Dear Mary: My husband and I became debt-free this year! Hallelujah! Your articles have played a part in our journey. Recently, you answered a letter in your Everyday Cheapskate column where you advised that there is no way to debt-proof your parents. That was a very timely column for us.
I have a follow-up question: How do we handle parents who are placing monetary expectations on us? My mother-in-law dropped off bills for us to pay, my father asked us to pay for plane tickets, and my parents asked us to house them until they are able to find jobs and housing due to their out-of-state move. How do we respond to such demands and set boundaries that will not derail our own financial plan? -- Maria, Texas
Dear Maria: Congratulations on this awesome accomplishment of paying off your debt! I am so proud of you.
For some reason, your collective parents believe that not only are you quite wealthy, they are entitled to share in that wealth. Here's the problem: As long as they believe this and you respond in ways that confirm it, no matter what you do for them, it will never be enough. You have a serious case of ADS (advanced doormat syndrome) and need to stop it immediately. It's time to start treating them with tough love.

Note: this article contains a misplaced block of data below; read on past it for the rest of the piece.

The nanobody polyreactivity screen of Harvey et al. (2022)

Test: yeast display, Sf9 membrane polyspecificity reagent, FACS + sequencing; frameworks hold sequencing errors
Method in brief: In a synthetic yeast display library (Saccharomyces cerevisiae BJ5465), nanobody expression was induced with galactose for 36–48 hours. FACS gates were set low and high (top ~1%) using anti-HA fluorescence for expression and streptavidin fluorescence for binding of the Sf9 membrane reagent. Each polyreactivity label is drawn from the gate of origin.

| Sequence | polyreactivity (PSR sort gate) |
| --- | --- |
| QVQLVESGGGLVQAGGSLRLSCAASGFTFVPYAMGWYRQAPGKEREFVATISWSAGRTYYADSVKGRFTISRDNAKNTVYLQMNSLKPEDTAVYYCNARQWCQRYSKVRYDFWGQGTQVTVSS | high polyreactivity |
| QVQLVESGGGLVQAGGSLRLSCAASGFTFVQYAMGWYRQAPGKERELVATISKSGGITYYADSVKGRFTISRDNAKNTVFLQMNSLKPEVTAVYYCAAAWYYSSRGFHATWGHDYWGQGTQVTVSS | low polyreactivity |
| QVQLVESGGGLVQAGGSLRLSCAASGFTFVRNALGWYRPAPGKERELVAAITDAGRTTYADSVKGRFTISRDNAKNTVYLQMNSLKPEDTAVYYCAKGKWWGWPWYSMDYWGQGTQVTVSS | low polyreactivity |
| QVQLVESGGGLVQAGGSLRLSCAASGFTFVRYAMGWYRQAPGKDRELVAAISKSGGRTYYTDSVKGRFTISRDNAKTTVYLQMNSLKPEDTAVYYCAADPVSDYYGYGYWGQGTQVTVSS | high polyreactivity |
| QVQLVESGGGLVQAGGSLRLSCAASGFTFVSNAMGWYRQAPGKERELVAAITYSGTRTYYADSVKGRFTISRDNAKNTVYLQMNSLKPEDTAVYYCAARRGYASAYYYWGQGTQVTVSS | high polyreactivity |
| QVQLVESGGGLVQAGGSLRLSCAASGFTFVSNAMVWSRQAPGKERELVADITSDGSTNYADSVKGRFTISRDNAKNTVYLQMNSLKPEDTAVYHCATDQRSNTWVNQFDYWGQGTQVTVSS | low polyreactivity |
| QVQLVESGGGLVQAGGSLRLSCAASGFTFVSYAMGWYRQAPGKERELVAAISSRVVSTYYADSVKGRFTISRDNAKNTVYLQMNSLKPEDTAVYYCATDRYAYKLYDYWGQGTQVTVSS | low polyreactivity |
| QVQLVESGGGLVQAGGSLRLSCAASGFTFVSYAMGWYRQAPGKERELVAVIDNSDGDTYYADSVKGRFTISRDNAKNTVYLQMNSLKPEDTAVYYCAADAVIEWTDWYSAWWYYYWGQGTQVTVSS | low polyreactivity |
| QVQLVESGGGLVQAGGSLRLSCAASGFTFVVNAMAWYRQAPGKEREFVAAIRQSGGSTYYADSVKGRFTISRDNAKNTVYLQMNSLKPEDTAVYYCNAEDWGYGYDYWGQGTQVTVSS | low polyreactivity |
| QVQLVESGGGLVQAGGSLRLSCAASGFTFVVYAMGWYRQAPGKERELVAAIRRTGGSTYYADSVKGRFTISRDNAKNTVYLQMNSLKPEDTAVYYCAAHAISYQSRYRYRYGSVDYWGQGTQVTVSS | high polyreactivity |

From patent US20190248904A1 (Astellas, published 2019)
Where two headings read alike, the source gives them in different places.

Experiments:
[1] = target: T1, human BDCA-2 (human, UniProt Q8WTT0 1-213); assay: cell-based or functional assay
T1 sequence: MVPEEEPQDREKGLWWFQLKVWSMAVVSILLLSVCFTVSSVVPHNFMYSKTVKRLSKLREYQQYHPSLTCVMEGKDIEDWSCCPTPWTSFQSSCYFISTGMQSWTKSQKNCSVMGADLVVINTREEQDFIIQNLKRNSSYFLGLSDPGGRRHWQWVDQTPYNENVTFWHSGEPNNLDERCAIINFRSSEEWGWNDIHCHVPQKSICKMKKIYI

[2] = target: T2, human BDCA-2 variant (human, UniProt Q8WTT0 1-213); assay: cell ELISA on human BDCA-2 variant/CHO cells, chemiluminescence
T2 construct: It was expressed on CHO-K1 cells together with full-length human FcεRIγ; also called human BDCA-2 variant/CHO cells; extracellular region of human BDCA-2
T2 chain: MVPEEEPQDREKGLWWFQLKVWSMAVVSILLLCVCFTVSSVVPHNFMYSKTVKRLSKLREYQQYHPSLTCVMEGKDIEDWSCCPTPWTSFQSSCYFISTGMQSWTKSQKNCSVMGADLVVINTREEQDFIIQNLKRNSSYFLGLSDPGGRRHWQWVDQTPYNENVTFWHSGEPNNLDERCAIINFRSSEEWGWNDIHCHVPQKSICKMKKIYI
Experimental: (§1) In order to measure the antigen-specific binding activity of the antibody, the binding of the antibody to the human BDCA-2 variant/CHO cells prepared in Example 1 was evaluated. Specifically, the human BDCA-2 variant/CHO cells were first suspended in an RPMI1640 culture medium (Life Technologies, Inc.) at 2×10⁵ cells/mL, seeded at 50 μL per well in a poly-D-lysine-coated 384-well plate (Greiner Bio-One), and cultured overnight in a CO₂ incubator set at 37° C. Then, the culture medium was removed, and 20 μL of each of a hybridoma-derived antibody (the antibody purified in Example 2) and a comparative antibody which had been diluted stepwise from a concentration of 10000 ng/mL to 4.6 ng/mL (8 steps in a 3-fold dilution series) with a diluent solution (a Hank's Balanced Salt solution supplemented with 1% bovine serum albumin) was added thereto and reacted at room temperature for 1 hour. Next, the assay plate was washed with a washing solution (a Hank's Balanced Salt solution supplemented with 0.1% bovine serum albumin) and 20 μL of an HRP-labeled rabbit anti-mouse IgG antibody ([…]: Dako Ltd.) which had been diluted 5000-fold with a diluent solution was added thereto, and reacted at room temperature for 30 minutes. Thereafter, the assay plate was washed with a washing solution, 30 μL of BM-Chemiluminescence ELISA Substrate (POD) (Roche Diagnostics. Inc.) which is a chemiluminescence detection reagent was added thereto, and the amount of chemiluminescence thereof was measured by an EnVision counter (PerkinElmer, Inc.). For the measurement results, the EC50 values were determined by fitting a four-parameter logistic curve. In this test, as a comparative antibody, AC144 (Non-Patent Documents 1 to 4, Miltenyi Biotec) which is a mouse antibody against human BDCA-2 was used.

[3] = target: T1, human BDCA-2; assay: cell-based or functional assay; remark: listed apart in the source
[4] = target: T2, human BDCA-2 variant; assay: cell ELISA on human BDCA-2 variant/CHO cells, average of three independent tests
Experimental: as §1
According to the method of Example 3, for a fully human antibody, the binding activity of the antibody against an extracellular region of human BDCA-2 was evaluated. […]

The first word you need to learn to say is "No," followed by no apologies or further explanation.
"No, Mom, we will not be paying these bills, so I need to hand these back to you."
"No, Dad, you'll need to purchase those tickets yourself."
"No, it is not convenient for you to move in with us, but we'll be happy to help you find a short-term rental that fits your budget while you search for jobs."
Setting boundaries is mandatory and not difficult. It's enforcing those boundaries that can be challenging. But if you learn to communicate clearly -- leaving nothing open-ended and no room for loopholes -- you'll be fine.
"We'd love to welcome you to our home on Thursday the 10th. We'll let you pick up a rental car at the airport and have dinner with us that evening, and then we will say goodbye on Friday afternoon."
In case you're wrestling with feelings of guilt, understand that guilt is the proper response when you've done something wrong. You have done nothing wrong here, so there is no reason for you to feel guilty. You are doing this for their own good -- not to harm them, but to help them remain financially independent.
By staying out of debt, working toward paying off your home and saving for retirement now (rather than supporting your extended family), you are making sure that you will never become a financial burden to your kids. That's the gift you want to give.
It's going to take a lot of tough love on your part, and I know you can do it.
Do you have a question for Mary? Email her at firstname.lastname@example.org, or write to Everyday Cheapskate, P.O. Box 2099, Cypress, CA 90630.